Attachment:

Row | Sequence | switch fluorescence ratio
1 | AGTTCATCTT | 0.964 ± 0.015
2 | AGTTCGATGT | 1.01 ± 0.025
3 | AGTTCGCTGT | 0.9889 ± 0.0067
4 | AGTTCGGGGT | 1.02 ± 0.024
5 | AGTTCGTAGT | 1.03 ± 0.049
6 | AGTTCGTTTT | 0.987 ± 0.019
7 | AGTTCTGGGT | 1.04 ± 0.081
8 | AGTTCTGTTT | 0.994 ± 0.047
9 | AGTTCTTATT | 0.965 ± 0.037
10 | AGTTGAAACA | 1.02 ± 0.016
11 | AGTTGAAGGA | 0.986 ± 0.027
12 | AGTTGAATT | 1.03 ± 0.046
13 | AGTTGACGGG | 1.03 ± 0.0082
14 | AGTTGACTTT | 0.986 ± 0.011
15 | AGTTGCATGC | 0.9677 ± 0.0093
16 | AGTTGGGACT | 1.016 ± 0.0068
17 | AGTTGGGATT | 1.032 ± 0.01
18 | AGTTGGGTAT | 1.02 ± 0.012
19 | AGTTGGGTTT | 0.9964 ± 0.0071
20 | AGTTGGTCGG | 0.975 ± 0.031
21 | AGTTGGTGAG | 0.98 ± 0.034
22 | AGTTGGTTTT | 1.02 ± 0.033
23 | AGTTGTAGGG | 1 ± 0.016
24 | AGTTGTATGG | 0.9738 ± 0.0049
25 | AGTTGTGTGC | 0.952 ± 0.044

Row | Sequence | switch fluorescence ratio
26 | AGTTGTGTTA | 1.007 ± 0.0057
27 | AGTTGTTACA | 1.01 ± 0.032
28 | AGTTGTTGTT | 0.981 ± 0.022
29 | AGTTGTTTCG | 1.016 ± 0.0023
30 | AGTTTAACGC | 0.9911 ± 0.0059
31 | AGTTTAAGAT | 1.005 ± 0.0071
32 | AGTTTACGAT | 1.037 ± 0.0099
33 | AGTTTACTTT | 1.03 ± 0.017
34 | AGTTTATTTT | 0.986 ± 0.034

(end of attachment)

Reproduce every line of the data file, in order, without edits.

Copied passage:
Row | Sequence | switch fluorescence ratio
1 | AGTTCATCTT | 0.964 ± 0.015
2 | AGTTCGATGT | 1.01 ± 0.025
3 | AGTTCGCTGT | 0.9889 ± 0.0067
4 | AGTTCGGGGT | 1.02 ± 0.024
5 | AGTTCGTAGT | 1.03 ± 0.049
6 | AGTTCGTTTT | 0.987 ± 0.019
7 | AGTTCTGGGT | 1.04 ± 0.081
8 | AGTTCTGTTT | 0.994 ± 0.047
9 | AGTTCTTATT | 0.965 ± 0.037
10 | AGTTGAAACA | 1.02 ± 0.016
11 | AGTTGAAGGA | 0.986 ± 0.027
12 | AGTTGAATT | 1.03 ± 0.046
13 | AGTTGACGGG | 1.03 ± 0.0082
14 | AGTTGACTTT | 0.986 ± 0.011
15 | AGTTGCATGC | 0.9677 ± 0.0093
16 | AGTTGGGACT | 1.016 ± 0.0068
17 | AGTTGGGATT | 1.032 ± 0.01
18 | AGTTGGGTAT | 1.02 ± 0.012
19 | AGTTGGGTTT | 0.9964 ± 0.0071
20 | AGTTGGTCGG | 0.975 ± 0.031
21 | AGTTGGTGAG | 0.98 ± 0.034
22 | AGTTGGTTTT | 1.02 ± 0.033
23 | AGTTGTAGGG | 1 ± 0.016
24 | AGTTGTATGG | 0.9738 ± 0.0049
25 | AGTTGTGTGC | 0.952 ± 0.044

Row | Sequence | switch fluorescence ratio
26 | AGTTGTGTTA | 1.007 ± 0.0057
27 | AGTTGTTACA | 1.01 ± 0.032
28 | AGTTGTTGTT | 0.981 ± 0.022
29 | AGTTGTTTCG | 1.016 ± 0.0023
30 | AGTTTAACGC | 0.9911 ± 0.0059
31 | AGTTTAAGAT | 1.005 ± 0.0071
32 | AGTTTACGAT | 1.037 ± 0.0099
33 | AGTTTACTTT | 1.03 ± 0.017
34 | AGTTTATTTT | 0.986 ± 0.034